Monthly Archives: November 2012

At Our Next “Breakout” Genealogy Program On December 11, 2012 We Will Once Again Have The “Sharing Your Printed/Online Family History” Table; It Was Very Successful When First Tried In September 2012; Let’s Keeping The Success Going!

Hi Everyone!

At our next genealogy program at our library on December 11, 2012, we will be having our Quarterly Break-Out Tables.

At our previous Quarterly Break-Out Tables program on September 11, 2012, we initiated a “new” table that I called “Sharing Your Printed/Published Family History Book Table”.  The purpose of this table was to have those that have actually created a printed version of their Family History, either in book form, print form or even website form, to share the methodology on exactly how they went going about creating their book, report or website.

Our first effort turned out to be a good, successful start!

We had about 10 people total at the table, almost equally divided between those that had created a book and those that wanted to know how they did it.

We are going to do this again at our upcoming December 11, 2012 program.  I am certainly seeking the help of those that have created such a Family History Book/Report to once again come out to share with others how they did it!

I hope to keep the successes of the September 2012 program continuing into this upcoming program for this “new” table topic.

Soooooooooooooooooo ……. Come on down and share your Family History Book creating experience with those that are interested in doing the same.  You will be in a small setting sharing your ideas around a table.

I greatly appreciate your consideration to help share your successes.

Thanks as always.

I have also included the text from my original blog post about this idea back in August 2012 as a refresher after the separator line.

Tony Kierna
Genealogy Coordinator
Schaumburg Township District Library

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Hi Everyone!

I recently received a request from Jacquie S., a frequent participant at our monthly genealogy program.

Jacquie was asking if there was a way that I could make it easier for participants at our program to actually see the variety of family history books, reports etc. that have actually been created by participants at our programs.  Seeing these actual family histories can be a big help for those that have not yet done that so they may be able to see a finished product.  This would provide tangible ideas to others on how to go about putting something together.

I thought Jacquie had a wonderful idea!

As you may be aware our monthly genealogy programs are very structured, especially when we have speakers.  It would appear to be very difficult to be able to take time away from a speaker’s program in order to add on a sort of “show and tell” on family histories that other participants have actually created.

I did some thinking and I may have come up with a workable arrangement on how we could accomplish a very good idea.

At our Quarterly “Breakout” programs we do not have guest speakers.  Instead the room is set up with tables based on ethnic areas of genealogy research e.g. Irish Table, German Table, Polish Table, Italian Table etc. in which like-minded researchers sit together and share with and help each other out on the nuances of researching a particular ethnic line of research.  These exchanges can be very helpful allowing more skilled and seasoned researchers to share great pieces of research strategy to those that are not as seasoned yet as researchers in that particular area of ethnic interest.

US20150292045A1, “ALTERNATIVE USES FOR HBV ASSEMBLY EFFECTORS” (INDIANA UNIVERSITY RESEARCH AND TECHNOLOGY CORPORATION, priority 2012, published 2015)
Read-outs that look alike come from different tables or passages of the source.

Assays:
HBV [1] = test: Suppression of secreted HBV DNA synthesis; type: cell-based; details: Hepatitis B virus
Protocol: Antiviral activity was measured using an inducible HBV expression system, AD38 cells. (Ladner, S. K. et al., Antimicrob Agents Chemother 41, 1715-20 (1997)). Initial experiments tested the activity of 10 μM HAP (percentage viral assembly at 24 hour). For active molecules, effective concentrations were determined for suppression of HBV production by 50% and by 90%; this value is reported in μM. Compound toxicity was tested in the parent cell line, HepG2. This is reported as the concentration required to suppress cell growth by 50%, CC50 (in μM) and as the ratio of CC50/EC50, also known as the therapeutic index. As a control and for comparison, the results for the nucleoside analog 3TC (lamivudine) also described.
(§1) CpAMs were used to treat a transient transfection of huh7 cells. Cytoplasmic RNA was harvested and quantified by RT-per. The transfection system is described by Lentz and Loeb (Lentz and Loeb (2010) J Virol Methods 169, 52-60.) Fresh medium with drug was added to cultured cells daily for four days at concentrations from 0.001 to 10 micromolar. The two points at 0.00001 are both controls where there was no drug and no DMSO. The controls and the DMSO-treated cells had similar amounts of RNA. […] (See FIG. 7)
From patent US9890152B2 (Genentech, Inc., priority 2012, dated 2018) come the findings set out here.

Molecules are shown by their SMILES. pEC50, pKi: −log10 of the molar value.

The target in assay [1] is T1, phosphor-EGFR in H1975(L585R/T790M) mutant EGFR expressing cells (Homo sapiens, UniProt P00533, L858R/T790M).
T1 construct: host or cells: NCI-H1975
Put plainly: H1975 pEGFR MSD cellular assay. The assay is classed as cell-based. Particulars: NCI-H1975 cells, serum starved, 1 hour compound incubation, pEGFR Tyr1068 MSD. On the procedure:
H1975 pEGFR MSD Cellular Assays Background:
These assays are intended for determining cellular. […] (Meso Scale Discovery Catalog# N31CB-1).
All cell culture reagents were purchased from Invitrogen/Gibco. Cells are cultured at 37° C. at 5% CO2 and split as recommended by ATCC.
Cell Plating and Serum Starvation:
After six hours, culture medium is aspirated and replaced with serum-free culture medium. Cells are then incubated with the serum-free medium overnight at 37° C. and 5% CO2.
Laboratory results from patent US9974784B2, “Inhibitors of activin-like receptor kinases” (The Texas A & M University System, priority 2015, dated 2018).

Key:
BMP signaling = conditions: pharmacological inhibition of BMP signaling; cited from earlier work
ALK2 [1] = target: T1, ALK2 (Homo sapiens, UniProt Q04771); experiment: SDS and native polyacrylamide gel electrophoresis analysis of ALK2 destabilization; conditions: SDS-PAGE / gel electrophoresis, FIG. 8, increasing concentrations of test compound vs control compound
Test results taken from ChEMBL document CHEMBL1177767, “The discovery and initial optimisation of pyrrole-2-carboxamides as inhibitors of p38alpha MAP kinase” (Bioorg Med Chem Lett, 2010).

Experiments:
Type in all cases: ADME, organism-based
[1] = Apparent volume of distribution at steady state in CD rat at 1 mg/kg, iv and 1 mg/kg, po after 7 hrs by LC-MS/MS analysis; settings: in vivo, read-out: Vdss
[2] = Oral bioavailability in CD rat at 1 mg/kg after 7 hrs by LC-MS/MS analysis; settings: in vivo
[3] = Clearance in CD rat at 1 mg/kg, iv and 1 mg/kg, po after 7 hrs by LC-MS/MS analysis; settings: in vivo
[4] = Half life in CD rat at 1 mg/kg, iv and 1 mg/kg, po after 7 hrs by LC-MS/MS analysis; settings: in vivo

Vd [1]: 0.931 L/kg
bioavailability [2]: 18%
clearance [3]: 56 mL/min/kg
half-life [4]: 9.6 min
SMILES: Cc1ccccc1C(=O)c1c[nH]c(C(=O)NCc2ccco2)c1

During these quarterly “breakout” sessions, I also have a Beginner’s Table and I was having a “Troubleshooting” table that was intended as a “catchall” table if someone wanted to sit together there rather than at a specific area of interest or a Beginner’s Table.  Over time that table has just not had a good record of being very meaningful.

However, now may be the time to reorganize the quarterly breakout programs by eliminating the “Troubleshooting” table and replace it with a new table that could be used by those that have created a family history book, report etc. to share with others at the table that have not created such a family history book.  Details could be shared on how the family history book, report was created, compiled.  This would allow for a “hands-on” experience of actually being able  to see the document and discuss with the creator how the creation was done.

Obviously, the most important part of this new idea hinges on those that have published, created such a family history document, report  AND would be willing to attend these quarterly programs and share what they have created with those interested in knowing how to go about this creation process.

I am certainly willing to try out this new “table” and see how it goes over time, making sure I keep making our participants aware that there will be a new table dedicated to sharing and viewing created family histories.

I know that many individuals that have participated at our monthly programs have personally shown me some wonderful family history books and reports that they created.  I was always impressed with the documents and their efforts that went into the creation.